Supplier network classification: establish a shared understanding (internally and externally) of those business-critical suppliers, which will affect the running of the operation – or its rapid recovery – under the stress scenarios. Once the criteria have been established, these should be considered when engaging new suppliers.
2 Risk Appetite
Articulating and establishing the firm’s operational risk appetite and impact tolerances, including:
Impact tolerances: a key feature of regulatory commentary, and closely tied to classification of services and suppliers, these must be framed from an internal (e.g. cashflow) or external (e.g. financial system or customer impact) perspective. They could include overt (e.g. inability to service clients in the EU) or hidden (continuing 'passported' business with expired passporting arrangements).
Disruption tolerance: boards will need to determine for how long they will permit an impact beyond tolerance to continue. Firms entering the Brexit period will need to consider mitigants, such as alternative service providers and whether senior members of staff are covered by their firm insurance should they approve action outside established parameters in clients’ best interest. In any case, early regulatory engagement is key.
Key business services: untangling the processes and activities which, if interrupted (in this case by Brexit-related shocks), will truly cause a business to sustain a severe economic loss or adverse customer impact or jeopardise its continued existence. Firms will likely benefit from developing a more agile contingency plan in terms of resources, locations and systems.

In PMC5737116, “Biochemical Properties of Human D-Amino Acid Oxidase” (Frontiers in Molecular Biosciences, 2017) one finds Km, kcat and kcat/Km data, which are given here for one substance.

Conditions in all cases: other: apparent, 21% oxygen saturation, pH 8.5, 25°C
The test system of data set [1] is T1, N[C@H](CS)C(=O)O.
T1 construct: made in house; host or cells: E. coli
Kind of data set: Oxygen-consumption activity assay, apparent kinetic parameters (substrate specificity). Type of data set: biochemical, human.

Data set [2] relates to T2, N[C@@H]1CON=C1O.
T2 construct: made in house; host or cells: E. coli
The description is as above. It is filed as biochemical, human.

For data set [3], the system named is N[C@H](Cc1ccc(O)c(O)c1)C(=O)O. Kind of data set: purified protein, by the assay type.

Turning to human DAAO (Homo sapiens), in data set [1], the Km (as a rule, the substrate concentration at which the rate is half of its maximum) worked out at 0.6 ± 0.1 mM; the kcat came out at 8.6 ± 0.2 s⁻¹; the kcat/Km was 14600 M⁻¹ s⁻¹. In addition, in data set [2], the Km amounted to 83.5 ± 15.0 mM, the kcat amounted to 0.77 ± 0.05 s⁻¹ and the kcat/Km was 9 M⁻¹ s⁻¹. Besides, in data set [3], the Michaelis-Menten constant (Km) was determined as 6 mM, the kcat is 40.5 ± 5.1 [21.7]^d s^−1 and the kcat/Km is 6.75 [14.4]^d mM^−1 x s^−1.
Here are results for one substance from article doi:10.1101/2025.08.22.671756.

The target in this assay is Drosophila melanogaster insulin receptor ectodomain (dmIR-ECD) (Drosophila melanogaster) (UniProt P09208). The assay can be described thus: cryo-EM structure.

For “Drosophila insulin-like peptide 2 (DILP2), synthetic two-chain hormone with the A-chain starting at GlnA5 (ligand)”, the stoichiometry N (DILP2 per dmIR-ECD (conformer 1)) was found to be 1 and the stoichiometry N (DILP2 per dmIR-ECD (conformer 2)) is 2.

Critical functions: familiar to those dealing with operational continuity in resolution OCIR, these are a distinct subset of vital services, the failure of which may lead to disruption of essential services to the real economy, or of financial stability. Many of these are critical because of their linkages to the global financial system and vulnerable because of their reliance on service providers outside the UK.
3 Response Planning
Developing and testing actionable plans in response to various event-driven scenarios, including:
Resilience testing: stress-testing against a range of Brexit scenarios – not only technical (such as losing access to EU-based platforms) but behavioural (withdrawal or sell-off of funds). Examining both resistance to stress and ability to bounce back from a stressed failure.
Impact analysis: war-games run against Brexit scenarios and follow-on developments to understand impact and root cause, along with enhancing prevention, identifying mitigation and improving recovery times. The development of playbooks could be an invaluable tool for all members of staff.
Incident and disruption management: building event-driven incident and continuity plans, including a clear decision-making hierarchy, invocation protocol and playbook of actions.
Communications: internal and external communications prioritisation and readiness for high likelihood events. Stakeholders include customers, regulators, suppliers and internal stakeholders. Firms are encouraged to hold an actively maintained repository of pre-drafted communications.
Regulatory liaison: opening a clear line-of-sight to the regulator to allow proactive updates by professional regulatory liaison teams, backed by accountable executives.
While Brexit has been an identified threat for the last two years, the true consequences of leaving the EU on 29 March without a deal are unknown. It therefore presents an excellent opportunity to increase the robustness of emerging resilience plans. The potential challenges of identifying, preventing, and eventually responding to, and recovering from, threats can be tested before regulatory scrutiny on firms’ resilience increases.